Monday, May 30, 2011

"But I Learnt How The Wind Would Sound After These Things Should Be"

As I have noted before, I (like many others, I suspect) was introduced to Edward Thomas by coming across "Adlestrop" in an anthology.  Although "Adlestrop" brought me to Thomas, the following poem was the one that took my breath away -- and I immediately realized that (for me, at least) Edward Thomas would never be just another poet.  I still feel that way after about three decades.         

               The New House

Now first, as I shut the door,
I was alone
In the new house; and the wind
Began to moan.

Old at once was the house,
And I was old;
My ears were teased with the dread
Of what was foretold,

Nights of storm, days of mist, without end;
Sad days when the sun
Shone in vain:  old griefs, and griefs
Not yet begun.

All was foretold me; naught
Could I foresee;
But I learnt how the wind would sound
After these things should be.

Thomas wrote the poem in March of 1915.  The house referred to was located at Wick Green near Steep in Hampshire.  Thomas's family began living there in December of 1909.  The house was located on a hill.  Hence the wind.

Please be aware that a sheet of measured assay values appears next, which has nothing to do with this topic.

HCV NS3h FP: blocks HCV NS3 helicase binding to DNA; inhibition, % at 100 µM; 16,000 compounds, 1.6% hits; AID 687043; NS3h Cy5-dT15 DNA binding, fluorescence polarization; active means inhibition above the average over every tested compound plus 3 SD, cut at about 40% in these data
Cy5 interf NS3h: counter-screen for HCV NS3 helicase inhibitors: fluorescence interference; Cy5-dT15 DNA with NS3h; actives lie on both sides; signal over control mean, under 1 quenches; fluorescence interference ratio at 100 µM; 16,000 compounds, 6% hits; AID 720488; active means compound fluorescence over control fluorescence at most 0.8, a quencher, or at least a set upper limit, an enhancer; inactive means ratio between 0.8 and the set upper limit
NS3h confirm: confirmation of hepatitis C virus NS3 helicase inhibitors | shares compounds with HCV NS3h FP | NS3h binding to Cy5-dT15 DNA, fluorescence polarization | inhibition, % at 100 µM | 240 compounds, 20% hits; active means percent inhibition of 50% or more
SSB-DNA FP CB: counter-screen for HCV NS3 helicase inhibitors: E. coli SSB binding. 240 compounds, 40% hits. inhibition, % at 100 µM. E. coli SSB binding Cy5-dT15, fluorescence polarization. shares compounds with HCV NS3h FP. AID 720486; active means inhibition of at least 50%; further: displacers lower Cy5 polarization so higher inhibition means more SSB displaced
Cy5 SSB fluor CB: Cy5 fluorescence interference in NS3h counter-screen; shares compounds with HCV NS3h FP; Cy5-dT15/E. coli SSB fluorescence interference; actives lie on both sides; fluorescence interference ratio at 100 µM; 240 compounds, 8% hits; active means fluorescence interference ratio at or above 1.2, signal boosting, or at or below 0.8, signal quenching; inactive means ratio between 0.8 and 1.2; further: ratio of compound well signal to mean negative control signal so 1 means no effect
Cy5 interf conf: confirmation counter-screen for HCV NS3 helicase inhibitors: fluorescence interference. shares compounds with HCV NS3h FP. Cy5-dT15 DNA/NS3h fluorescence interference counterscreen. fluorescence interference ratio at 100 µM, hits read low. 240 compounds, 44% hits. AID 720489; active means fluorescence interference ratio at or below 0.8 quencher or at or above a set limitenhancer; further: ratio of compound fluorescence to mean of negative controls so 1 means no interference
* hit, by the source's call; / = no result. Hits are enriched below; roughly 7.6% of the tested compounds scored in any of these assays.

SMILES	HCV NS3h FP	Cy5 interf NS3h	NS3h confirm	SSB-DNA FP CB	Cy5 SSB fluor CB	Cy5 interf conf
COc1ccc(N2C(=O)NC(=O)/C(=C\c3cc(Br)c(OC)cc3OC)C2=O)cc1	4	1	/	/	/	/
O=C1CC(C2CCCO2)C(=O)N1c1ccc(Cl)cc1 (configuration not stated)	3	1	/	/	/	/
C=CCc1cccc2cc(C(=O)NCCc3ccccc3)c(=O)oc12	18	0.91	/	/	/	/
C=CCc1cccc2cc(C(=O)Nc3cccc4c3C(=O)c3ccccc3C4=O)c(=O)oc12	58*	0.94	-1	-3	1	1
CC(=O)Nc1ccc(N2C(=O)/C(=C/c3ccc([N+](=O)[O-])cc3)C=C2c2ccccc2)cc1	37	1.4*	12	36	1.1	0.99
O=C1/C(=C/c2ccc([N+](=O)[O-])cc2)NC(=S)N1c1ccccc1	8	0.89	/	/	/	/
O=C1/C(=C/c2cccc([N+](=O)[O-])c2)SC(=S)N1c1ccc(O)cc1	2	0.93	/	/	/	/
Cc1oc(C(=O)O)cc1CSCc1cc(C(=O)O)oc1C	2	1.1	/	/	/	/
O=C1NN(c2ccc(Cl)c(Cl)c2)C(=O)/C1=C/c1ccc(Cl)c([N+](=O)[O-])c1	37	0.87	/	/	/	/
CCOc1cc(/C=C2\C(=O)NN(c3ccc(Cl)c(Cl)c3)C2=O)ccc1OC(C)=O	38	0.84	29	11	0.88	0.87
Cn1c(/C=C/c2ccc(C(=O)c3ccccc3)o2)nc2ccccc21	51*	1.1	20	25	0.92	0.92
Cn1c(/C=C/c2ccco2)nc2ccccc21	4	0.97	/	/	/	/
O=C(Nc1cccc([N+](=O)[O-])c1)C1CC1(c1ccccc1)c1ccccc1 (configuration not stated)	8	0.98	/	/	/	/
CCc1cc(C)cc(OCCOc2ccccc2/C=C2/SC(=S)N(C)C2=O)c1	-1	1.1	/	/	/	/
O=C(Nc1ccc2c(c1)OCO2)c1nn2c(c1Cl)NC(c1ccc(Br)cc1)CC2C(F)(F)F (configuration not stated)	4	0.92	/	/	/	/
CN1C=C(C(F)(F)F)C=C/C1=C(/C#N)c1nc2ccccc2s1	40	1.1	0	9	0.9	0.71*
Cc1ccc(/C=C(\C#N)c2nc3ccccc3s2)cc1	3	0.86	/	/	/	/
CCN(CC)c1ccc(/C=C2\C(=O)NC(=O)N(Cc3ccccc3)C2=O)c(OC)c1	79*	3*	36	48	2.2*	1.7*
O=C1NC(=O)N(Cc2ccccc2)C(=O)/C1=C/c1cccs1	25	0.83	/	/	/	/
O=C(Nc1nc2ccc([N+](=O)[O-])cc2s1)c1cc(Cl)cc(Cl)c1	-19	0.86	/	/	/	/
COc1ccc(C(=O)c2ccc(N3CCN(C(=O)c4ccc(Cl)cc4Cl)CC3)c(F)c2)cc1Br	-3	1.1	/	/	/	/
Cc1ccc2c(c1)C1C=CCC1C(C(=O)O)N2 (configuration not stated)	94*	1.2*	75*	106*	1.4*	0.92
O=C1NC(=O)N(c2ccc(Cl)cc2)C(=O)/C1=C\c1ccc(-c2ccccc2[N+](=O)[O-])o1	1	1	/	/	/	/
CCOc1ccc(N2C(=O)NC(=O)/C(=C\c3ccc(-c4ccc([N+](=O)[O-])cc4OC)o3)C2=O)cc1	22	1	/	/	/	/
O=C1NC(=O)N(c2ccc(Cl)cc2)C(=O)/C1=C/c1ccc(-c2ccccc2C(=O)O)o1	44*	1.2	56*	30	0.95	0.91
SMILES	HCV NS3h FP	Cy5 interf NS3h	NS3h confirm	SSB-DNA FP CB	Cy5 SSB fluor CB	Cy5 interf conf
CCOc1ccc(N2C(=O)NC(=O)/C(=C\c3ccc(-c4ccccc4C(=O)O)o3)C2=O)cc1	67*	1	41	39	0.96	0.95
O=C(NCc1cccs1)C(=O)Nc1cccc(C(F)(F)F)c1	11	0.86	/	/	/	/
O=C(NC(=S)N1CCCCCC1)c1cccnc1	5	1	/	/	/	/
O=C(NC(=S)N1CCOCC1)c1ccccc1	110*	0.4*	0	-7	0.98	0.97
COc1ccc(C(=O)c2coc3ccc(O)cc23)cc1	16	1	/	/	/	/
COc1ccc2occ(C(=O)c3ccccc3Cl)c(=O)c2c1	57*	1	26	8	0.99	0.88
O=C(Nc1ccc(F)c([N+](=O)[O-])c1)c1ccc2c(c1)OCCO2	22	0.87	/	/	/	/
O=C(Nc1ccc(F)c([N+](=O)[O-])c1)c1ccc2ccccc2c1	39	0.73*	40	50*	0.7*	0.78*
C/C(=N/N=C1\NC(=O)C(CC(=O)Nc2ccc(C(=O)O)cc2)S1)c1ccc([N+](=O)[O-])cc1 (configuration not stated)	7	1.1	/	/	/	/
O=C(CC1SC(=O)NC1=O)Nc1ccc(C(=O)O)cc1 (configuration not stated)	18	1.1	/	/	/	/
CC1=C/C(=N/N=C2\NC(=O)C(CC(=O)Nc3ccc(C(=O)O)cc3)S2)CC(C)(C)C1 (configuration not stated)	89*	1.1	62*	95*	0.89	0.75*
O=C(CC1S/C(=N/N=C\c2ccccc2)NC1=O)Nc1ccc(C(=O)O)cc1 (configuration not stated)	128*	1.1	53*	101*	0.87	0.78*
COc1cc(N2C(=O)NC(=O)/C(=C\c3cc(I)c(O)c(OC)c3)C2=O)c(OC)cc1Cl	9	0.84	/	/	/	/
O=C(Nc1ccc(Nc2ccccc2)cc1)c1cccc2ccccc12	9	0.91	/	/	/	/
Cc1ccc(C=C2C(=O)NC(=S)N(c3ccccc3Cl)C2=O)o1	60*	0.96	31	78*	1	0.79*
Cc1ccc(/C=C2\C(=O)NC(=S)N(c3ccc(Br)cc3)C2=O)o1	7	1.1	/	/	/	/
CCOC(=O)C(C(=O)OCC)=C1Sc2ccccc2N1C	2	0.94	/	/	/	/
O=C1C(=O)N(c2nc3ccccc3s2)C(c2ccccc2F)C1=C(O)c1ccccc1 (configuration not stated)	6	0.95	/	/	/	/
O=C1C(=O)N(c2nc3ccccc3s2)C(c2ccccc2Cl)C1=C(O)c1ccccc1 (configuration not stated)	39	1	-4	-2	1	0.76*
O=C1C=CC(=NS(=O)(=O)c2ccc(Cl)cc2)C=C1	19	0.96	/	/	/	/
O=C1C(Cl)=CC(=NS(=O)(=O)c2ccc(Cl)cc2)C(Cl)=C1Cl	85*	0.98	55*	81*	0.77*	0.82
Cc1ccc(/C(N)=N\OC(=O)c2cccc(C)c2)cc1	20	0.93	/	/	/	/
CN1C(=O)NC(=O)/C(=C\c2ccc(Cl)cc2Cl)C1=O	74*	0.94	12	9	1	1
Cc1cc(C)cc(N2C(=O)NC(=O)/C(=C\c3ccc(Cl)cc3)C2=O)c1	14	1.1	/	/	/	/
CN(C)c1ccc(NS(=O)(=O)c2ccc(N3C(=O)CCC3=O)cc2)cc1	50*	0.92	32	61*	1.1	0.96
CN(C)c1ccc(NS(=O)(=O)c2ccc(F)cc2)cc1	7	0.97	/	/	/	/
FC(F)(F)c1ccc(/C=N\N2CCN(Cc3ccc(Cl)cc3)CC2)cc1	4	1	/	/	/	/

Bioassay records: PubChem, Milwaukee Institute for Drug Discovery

How I feel about "The New House" in particular, and Thomas's poetry in general, is reflected in these words from C. H. Sisson about Thomas:

He is, without doubt, one of the most profound poets of the century.  What did he say?  He said what is in the poems, and there is no message beyond them.  But he belonged to the underside of the world, from which renewal must come, and he speaks with conviction of matters which may be touched and felt.

C. H. Sisson, English Poetry 1900-1950: An Assessment (1971), page 79.

                                Paul Drury, "March Morning" (1933)

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